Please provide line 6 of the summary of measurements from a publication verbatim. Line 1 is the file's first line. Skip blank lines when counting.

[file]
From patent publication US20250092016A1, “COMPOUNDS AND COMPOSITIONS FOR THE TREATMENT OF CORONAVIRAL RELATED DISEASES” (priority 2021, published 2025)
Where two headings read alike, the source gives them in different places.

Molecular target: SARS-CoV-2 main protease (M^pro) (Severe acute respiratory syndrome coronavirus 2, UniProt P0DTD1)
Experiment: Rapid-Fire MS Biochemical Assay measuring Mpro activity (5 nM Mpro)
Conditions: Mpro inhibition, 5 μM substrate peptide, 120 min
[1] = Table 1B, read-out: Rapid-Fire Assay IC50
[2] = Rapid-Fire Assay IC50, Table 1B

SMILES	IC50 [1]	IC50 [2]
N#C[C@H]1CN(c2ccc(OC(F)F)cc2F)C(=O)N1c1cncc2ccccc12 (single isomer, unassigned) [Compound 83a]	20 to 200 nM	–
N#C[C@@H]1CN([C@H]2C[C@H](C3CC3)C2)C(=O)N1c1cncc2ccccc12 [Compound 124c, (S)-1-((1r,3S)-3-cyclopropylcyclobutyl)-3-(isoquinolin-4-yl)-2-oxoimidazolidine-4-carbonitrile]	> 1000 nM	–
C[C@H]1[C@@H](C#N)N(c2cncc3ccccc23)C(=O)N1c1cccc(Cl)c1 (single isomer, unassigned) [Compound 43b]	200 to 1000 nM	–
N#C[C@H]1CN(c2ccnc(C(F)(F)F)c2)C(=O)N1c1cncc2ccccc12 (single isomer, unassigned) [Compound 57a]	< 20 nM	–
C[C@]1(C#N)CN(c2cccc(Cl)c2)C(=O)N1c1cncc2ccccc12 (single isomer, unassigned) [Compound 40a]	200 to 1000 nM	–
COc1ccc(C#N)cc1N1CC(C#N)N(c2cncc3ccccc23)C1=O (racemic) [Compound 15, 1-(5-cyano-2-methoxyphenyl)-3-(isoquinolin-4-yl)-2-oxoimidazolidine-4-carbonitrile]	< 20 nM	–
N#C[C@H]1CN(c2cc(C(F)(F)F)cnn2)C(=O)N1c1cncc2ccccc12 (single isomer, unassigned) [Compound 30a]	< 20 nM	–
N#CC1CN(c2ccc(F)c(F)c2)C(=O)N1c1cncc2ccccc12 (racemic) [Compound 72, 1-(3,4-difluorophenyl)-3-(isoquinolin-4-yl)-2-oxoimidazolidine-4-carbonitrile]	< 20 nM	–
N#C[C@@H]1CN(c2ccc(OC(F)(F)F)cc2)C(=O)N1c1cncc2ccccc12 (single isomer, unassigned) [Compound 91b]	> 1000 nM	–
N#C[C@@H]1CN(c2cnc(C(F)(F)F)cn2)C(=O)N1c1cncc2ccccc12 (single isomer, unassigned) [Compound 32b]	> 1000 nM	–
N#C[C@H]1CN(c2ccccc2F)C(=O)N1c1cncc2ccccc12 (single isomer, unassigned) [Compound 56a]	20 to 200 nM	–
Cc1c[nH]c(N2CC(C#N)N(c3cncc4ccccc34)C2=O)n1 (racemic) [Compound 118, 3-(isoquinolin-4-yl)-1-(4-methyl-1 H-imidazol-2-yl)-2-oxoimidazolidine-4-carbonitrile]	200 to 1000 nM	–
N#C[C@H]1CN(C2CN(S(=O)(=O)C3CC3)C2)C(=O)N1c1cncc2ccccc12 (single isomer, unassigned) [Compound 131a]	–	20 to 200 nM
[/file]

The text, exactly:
[1] = Table 1B, read-out: Rapid-Fire Assay IC50